The economically challenged Sulphur Springs district of Tampa got a boost today with the announcement that the Cal Ripken Sr. Foundation is going to invest in the neighborhood, with the Baltimore-based nonprofit working with the city to build a million-dollar baseball/softball field at the Springhill Park Community Center.
"This will be one more place that the young people who live here in Sulphur Springs can come to with adult supervision, with good role models, away from the dangers of the city, away from the drug dealers, away from the broken homes, and they can come here and can become little kids," said Mayor Bob Buckhorn, adding that this is the latest positive development in an area that had been "teetering on the precipice" for years until recently.
The current baseball diamond will be completely revamped with an all-weather, low maintenance synthetic turf surface, with new dugouts, scoreboard backstop, and bleachers to be used for youth baseball and softball groups. The price to do this is approximately $1 million, with the city and the Ripken Foundation sharing the costs.
Steve Salem, president of the Foundation, said the group will start looking for donations to raise $500,000 immediately. The organization was named after the late baseball legend who was manager of the Baltimore Orioles and father of Hall of Famer Cal Ripken Jr. (and his less well-known brother and fellow Oriole Billy Ripken). It has built 34 such sports fields since 2010, and will have a total of 50 up and running (including this facility) by next June.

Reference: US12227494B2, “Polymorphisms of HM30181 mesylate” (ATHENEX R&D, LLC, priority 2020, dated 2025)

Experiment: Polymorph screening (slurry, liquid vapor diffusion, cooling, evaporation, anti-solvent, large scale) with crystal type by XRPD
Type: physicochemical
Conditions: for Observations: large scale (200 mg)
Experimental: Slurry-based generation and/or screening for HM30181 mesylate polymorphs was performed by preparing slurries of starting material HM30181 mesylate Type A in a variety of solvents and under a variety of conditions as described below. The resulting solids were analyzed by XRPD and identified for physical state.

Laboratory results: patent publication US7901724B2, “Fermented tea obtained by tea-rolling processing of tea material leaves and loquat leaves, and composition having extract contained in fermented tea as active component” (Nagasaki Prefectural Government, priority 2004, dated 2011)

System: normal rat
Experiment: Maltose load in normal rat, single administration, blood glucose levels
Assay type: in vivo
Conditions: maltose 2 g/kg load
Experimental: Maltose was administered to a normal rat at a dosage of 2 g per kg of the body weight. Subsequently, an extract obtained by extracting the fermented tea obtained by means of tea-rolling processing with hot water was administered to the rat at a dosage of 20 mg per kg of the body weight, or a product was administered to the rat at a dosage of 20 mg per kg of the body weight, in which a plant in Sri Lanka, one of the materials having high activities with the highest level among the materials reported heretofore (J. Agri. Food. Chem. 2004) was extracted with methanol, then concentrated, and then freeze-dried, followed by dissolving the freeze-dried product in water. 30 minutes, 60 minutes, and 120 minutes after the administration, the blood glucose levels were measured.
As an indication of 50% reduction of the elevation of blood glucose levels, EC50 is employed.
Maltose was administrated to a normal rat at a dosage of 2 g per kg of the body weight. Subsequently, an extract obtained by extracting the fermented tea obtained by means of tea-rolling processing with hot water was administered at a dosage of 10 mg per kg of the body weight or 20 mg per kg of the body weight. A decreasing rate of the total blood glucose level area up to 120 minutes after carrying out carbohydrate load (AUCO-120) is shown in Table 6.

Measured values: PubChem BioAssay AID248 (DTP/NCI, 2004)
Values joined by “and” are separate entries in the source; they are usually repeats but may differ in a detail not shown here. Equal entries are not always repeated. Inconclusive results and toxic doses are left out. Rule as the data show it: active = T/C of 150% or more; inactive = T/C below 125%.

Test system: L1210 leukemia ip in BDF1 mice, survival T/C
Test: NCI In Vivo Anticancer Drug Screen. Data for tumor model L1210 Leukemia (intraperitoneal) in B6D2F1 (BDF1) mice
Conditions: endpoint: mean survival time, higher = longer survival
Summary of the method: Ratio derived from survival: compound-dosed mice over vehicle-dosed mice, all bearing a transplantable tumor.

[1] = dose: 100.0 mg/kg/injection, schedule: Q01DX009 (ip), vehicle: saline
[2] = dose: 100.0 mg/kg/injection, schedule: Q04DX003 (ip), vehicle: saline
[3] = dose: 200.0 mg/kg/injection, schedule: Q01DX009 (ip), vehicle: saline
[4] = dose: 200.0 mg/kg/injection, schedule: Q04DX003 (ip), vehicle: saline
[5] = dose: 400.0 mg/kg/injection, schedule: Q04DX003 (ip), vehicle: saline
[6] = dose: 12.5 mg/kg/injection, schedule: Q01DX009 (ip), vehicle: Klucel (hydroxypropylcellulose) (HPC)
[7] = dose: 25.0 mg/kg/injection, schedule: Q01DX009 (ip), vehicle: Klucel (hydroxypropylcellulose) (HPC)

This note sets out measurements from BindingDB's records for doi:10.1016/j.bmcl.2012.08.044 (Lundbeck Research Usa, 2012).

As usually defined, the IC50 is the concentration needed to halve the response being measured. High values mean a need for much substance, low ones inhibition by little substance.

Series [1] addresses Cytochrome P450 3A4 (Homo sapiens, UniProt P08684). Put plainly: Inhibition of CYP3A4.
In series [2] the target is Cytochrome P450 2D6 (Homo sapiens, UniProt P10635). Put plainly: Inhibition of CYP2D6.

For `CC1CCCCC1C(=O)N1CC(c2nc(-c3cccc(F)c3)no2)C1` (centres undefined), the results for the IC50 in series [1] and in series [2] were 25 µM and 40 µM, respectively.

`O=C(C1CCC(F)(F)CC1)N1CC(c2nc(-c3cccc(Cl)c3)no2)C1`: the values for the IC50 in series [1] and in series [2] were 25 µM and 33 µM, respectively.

Salem said it typically takes approximately 3-6 months to gather the funding that his organization needs to build a field, he hopes to break ground in Sulphur Springs in March, with the facility ready for action by June.
"None of this is about baseball," Salem said about his organization's mission. "[Cal] Ripken was a great baseball player. That's just the hook, just trying to give these kids a safe place to play, anything they want to play."
Salem said the Ripken Foundation has built all its parks in areas like Sulphur Springs, where there are gang members, drug dealers and prostitution present, but few areas where young inner city kids can play.
"What we've found is that if you bring the right people together, no matter where you are, you can really change the trajectory of their lives," Salem said.
The new field will be built by FIELDS, Inc., a sports field developer that in addition to working with the Ripken Foundation, has also done work with several NFL and MLB teams, including the Green Bay Packers, Dallas Cowboys and Seattle Mariners.
If you'd like to donate to the program, you can go to the Ripken Foundation website, or contact the city of Tampa.